The family of a California woman learned the hard way that death won't stop DirecTV from billing you, ABC7 reports. Isabel Albright of San Lorenzo died last December at 102—a remarkable longevity that included two world wars and 18 presidents—but it wasn't enough to terminate a satellite TV contract in her home without penalty. "Everything was fine until we went to disconnect and that's when all the surprises happened,'' says son-in-law John Manrique. The family was fixing the house for sale when DirecTV said it was still charging a $160 early termination fee. "She's gone," says Manrique. "Nobody's living [here]. We're selling the house. You're going to tell us we have to keep the service at a house that's not ours?"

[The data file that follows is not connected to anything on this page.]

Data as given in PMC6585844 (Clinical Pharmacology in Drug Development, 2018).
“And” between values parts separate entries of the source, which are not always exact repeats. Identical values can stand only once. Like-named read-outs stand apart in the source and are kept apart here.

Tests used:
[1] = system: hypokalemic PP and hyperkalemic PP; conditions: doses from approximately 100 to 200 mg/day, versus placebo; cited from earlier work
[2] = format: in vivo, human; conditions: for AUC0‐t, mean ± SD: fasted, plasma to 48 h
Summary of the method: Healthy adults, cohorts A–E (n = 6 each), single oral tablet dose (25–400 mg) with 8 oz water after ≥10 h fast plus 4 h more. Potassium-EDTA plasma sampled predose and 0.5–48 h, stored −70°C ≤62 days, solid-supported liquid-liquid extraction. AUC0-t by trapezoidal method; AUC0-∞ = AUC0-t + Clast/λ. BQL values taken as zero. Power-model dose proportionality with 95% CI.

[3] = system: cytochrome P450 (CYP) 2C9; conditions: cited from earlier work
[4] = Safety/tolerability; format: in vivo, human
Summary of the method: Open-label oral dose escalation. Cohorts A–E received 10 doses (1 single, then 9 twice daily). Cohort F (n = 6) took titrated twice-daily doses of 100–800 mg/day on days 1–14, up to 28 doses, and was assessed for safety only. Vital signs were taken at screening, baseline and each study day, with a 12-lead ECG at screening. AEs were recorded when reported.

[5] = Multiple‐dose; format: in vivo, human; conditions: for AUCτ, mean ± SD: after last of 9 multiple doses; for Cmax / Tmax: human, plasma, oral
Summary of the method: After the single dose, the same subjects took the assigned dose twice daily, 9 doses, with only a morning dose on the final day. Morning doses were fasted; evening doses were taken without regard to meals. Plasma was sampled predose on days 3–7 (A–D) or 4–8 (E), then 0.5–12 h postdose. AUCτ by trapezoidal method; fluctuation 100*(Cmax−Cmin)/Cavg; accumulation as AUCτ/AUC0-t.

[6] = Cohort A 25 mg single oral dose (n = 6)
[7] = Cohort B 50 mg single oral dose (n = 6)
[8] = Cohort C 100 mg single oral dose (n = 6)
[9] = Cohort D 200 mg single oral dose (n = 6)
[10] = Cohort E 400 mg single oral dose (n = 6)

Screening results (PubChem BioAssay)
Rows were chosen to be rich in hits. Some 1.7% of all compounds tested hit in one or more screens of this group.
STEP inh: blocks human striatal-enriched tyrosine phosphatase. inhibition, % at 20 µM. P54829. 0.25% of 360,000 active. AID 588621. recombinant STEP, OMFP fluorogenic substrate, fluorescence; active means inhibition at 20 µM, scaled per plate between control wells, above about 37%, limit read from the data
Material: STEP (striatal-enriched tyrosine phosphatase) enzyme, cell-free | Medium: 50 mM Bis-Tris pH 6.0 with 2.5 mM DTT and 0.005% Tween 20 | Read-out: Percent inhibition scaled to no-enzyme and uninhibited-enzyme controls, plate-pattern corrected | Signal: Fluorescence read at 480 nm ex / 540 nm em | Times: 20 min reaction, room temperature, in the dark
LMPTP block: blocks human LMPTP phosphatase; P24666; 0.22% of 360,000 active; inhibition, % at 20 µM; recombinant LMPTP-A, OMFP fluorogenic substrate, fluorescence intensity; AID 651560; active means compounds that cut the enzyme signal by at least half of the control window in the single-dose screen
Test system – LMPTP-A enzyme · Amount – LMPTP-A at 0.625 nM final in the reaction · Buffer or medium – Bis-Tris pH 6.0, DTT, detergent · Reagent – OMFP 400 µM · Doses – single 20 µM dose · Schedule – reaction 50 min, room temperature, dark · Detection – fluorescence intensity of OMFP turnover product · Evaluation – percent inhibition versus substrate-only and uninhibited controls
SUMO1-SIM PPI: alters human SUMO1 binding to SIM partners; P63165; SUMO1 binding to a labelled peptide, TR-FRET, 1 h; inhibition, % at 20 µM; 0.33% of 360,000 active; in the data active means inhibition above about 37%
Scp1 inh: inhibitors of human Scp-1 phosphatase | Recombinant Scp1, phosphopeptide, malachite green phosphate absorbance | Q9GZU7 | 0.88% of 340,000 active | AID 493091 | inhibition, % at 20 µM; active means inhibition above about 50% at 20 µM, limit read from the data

Turns out a caregiver had moved in near the end of Albright's life, prompting the family to install a DirecTV box in the name of Albright's daughter. But that triggered a fresh two-year contract, although the company seemed to have no evidence of that. "Every time you hiccup, they start you on a new two-year agreement, basically," says Manrique. But after ABC7 contacted DirecTV, its parent company, AT&T, said it apologized to the family and waived the fee. The issue has arisen before and caused "some governments" to stop companies from charging cancellation fees after death, MSN reports. New York state enacted such legislation in 2018 and now fines companies $1,000 for imposing such charges. (One angry Comcast customer addressed a letter to ... well, we'll let you read it.)